3.Sandip never studies; therefore, he needs to cover the entire syllabus in one month.The adverb “therefore” can certainly be referred to as a “conjunctive adverb” because it connects two independent clauses to secure the meaning “thus”.
4.The weather is very hot today; therefore, we must drink plenty of water to keep ourselves healthy.The adverb “therefore” can certainly be termed a “conjunctive adverb” because it connects two independent clauses to secure the meaning “because of”.
5.We are going to the mountains; therefore, you must take some woollen clothes with you.The adverb “therefore” can certainly be termed a “conjunctive adverb” because it connects two independent clauses to secure the meaning “because of”.
Examples of “therefore” as conjunction

When is “therefore” not considered as conjunction?

There must not be two conjunctions to connect two sentences. Here lies the key to understanding the situation where “therefore” is not a conjunction but an “adverb”.

“Therefore” can be marked as an “adverb” when it serves the following purposes of an activity instead of connecting two sentences, while any other conjunction is there as a “connector” in the same sentence.

  1. “because of”
  2. “as a result”
  3. “consequence of that”
  4. “the reason behind that”
  5. “on basis of that”

Example: I have taken care of two orphan children from their childhood days, and therefore I have to save money for their higher studies.

Explanation:

The word “therefore” as an “adverb” is used to show the meaning “consequence of that” behind an activity, while the word “and” is in use as “conjunction”.

Examples of “therefore” not considered as conjunctions –

Now, we will go through sentences where the word “therefore” is in use not as “conjunctive adverb” but as an “adverb”.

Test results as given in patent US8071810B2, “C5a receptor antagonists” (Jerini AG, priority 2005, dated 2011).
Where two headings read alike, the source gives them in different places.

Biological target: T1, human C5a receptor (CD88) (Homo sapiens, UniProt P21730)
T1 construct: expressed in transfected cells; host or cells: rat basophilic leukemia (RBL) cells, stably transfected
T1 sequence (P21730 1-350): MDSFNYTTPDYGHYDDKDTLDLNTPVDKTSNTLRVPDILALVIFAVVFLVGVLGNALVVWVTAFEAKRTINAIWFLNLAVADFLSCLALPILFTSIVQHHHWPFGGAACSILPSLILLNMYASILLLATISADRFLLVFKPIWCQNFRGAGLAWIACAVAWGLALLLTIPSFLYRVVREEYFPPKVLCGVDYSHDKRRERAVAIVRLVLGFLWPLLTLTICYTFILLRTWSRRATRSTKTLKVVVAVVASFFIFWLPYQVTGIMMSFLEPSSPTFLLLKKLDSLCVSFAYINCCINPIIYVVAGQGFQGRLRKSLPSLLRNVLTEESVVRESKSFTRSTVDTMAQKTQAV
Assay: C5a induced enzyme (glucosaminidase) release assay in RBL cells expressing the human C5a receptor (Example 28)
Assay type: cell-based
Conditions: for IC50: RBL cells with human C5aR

Serial NumberExampleExplanation
1.I have a pet dog, and therefore I need to take it to the field for physical activities.The word “therefore” as an “adverb” is used to show the meaning “consequence of that” behind a mandatory activity while the word “and” is in use as “conjunction”.
2.Mine loves to cook, and therefore she likes to go to the market to buy fresh vegetables.The word “therefore” as an “adverb”, is used to show the “reason” behind an activity while the word “and” is in use as “conjunction”.
3.The playground has become very dirty, and therefore we are trying to clean the ground by ourselves.The word “therefore” as an “adverb” is used to show the “cause and effect relationship” behind an activity, while the word “and” is in use as “conjunction”.
Examples of “therefore” not considered as conjunctions

Conclusion –

We must be very careful about using “therefore” as an adverb and as a conjunction. We need to put a semicolon before the word “therefore” while using it as a “conjunctive adverb,” but we do not need to put any punctuation before the word “therefore” while using it as an “adverb.

Arpita Bose Roy

Hey! I am Arpita Bose Roy. My qualifications are M.A. in English with  B. Ed. in both general education and special education. I have 2 years of experience as a "language analyst" at IIT Kharagpur and 4 years of experience as an "Academic Content Developer" at IIT Kharagpur. Currently, I am working as an academic writer at Lambdageeks. Let's connect through LinkedIn-https://www.linkedin.com/mwlite/in/arpita-bose-roy-0aa32553